How to Shop for Antique Wooden Furniture

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Many people love shopping and buying new things, but some turn it into more of a hobby than others. There's a lot more to shopping than simply going out and browsing, then choosing something you like and taking it home. One particular type of shopping where there's a lot to learn is antiques. If you're interested in antique items, whether it's furniture or jewelry, you need to learn your stuff. If you don't, you could end up paying a lot for something that isn't worth the price. Even worse, you could buy something that's fake or that falls apart in two seconds. One thing that's very popular among antique hunters is wooden furniture. People love the sturdy, handmade items you can find from different eras. But if you want to try and find some great pieces for your home, or maybe even start trading antiques, you need to learn what to look for. Try these tips to make sure you get a quality item every time and don't end up throwing money away.


Where to Buy?

There are lots of places you can look for antique furniture, from auctions to online stores. The methods you choose to shop for the items you want might depend on what's available in your local area. You can look for antique shops and auction houses, where you should be able to see the items you're interested in more closely. Like almost everything nowadays, you can shop for antique furniture on the internet. However, you aren't able to see it for yourself most of the time, and you must rely on the description given by the seller. You might also be able to buy some things privately and in person, using a combination of online methods, local ads and visits to people in your local area.

Checking Condition

Just because antique furniture is old, it doesn't mean that it should be falling to pieces. In fact, wooden furniture should last a long time because, before the age of the flatpack, it was always made very well. Of course, there might be some signs of wear and tear, but it's best if you can easily fix them or if they don't affect the overall look too much. You don't want to purchase furniture that looks like someone has destroyed it. It should need minimal repairs and touch-ups, and not a complete restoration.

One of the important things to check for is that the parts that hold it all together are in good working order. For example, drawers should slide in and out easily, and frames should be reliable and stable. Of course, the rest of the item could be in good condition too. But if you buy upholstered furniture, for example, you can reupholster a chair with a good frame more easily than you can repair the structure itself. However, remember that reupholstering isn't something that you can do in two seconds and that it takes time and money.

When you can look at a piece of furniture in person, it's not too hard to survey it for damage, especially if you look closely. But if you're buying online, you'll have to rely on photos and asking the seller questions. Usually people are honest with their answers, so don't hesitate to ask any queries you might have. Remember that although you want the piece to be in good condition, it doesn't have to be perfect. Don't be scared of a few scratches or other faults that you can patch up or gloss over.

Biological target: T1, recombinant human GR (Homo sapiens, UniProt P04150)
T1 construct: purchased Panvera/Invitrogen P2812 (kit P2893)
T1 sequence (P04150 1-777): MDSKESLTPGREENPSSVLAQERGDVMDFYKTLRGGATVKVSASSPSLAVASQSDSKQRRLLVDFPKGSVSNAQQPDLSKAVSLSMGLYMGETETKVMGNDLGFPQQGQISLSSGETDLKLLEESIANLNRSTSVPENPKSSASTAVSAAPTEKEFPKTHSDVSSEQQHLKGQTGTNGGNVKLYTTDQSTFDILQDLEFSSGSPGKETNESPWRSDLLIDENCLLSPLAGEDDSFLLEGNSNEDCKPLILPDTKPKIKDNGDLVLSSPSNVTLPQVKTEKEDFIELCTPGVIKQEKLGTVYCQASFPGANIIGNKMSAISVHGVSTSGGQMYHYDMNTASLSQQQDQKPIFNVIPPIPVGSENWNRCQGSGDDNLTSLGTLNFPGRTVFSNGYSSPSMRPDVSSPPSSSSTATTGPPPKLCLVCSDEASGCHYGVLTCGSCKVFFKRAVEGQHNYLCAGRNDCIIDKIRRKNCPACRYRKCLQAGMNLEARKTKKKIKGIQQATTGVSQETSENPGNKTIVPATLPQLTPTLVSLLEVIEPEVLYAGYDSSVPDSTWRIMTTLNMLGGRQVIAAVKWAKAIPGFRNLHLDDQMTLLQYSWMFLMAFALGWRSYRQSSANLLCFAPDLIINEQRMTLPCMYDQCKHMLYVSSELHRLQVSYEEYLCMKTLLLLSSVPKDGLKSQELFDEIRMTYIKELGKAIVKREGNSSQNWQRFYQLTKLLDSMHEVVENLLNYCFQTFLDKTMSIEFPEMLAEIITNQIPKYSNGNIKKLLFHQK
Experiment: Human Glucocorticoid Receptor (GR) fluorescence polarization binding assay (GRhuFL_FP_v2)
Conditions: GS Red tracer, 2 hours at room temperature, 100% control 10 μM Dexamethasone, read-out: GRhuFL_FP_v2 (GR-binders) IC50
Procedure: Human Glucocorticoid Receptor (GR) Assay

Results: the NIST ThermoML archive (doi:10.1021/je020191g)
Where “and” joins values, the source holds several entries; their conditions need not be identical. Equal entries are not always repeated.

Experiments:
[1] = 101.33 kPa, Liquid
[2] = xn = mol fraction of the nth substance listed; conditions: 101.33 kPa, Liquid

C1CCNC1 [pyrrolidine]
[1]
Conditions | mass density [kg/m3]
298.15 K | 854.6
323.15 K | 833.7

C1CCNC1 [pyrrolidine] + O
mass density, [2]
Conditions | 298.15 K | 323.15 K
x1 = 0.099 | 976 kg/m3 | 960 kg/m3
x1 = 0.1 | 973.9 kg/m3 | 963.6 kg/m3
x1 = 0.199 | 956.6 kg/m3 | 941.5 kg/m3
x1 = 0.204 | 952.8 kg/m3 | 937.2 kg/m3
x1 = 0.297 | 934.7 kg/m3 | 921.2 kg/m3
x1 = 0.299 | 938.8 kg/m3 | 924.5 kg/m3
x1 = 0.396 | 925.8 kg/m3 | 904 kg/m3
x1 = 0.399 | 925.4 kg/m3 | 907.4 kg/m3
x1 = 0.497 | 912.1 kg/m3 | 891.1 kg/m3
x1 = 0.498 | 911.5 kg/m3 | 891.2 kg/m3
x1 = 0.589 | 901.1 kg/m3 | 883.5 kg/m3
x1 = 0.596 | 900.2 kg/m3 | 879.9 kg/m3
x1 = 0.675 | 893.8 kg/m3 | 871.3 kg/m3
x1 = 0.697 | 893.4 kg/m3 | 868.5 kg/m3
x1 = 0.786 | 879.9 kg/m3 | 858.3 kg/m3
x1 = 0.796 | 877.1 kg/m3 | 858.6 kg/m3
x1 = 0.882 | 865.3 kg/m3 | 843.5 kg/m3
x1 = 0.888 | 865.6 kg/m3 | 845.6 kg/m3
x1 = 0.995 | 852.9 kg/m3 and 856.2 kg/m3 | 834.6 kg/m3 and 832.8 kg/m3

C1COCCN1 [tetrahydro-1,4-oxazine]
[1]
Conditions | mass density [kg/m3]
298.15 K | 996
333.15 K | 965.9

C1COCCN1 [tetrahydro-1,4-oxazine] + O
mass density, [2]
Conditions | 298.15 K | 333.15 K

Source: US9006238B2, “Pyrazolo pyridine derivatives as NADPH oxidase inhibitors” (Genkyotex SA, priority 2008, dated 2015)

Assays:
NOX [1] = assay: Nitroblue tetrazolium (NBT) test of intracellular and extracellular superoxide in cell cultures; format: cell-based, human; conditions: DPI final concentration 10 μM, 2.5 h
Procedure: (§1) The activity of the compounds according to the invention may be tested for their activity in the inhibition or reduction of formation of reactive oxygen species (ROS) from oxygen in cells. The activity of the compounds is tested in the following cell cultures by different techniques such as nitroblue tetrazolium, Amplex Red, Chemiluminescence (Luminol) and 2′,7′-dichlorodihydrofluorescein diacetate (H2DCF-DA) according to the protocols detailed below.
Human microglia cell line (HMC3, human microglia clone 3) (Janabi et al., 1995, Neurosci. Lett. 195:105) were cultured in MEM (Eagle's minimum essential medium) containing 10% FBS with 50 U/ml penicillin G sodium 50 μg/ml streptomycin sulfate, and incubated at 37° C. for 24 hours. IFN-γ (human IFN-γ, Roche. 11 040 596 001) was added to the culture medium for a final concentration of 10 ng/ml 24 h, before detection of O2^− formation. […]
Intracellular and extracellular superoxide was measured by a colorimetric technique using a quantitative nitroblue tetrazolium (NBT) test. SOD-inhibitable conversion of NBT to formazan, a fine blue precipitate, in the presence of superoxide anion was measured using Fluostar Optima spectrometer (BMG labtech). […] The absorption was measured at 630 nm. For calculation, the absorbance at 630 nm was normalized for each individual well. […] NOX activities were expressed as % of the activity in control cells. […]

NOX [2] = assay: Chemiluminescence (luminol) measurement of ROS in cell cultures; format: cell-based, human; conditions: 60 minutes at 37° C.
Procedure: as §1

Finding a Bargain

As a general rule, antique furniture doesn't come cheap. Antique wooden furniture was built to last a long time, which is why it's still around now. So you can't expect to pay pennies and get something that's good quality. But you can still find things that are less expensive and save yourself money using several methods. Firstly, there's no need to look for recognizable names or labels. Although these might be a good indicator of quality materials and workmanship, it doesn't mean that other items are inferior. And it might be nice to have the bragging rights of having something by a famous manufacturer, but will it make a huge difference to how much you like it?

Once you've come to terms with the fact that the items you buy don't have to be in perfect condition, you can use it to your advantage. If you need to patch some things up, whether by polishing, painting or varnishing, you'll have to spend a bit extra. So it's only fair that you try to bargain on the cost of the item you want to leave room in your budget for repairs. Antique shopping is excellent practice for your haggling skills. Don't be shy about trying your luck; the worst that can happen is that the seller refuses to budge.

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Caring for Your Furniture

When you're the happy new owner of a piece of wooden antique furniture, it's time to get it home and start looking after it. The first thing you need to do is transport it. You can take it back yourself if it's small enough or your vehicle is large enough. But looking for antique movers in Chicago or your hometown could be a better idea. They will know how to care for your furniture properly during transit and will make sure it doesn't sustain any damage.

At home, you might want to patch it up. Do some research on the particular wood and any other materials before making any fixes. You might wish to use gloss or varnish and even sand it down to paint or polish. If you're scared to do it yourself, you could also have an expert help you out. But it's likely that you can fix any problems with a few simple solutions. You'll soon have some furniture that looks like an antique, but doesn't appear to be old and tired.

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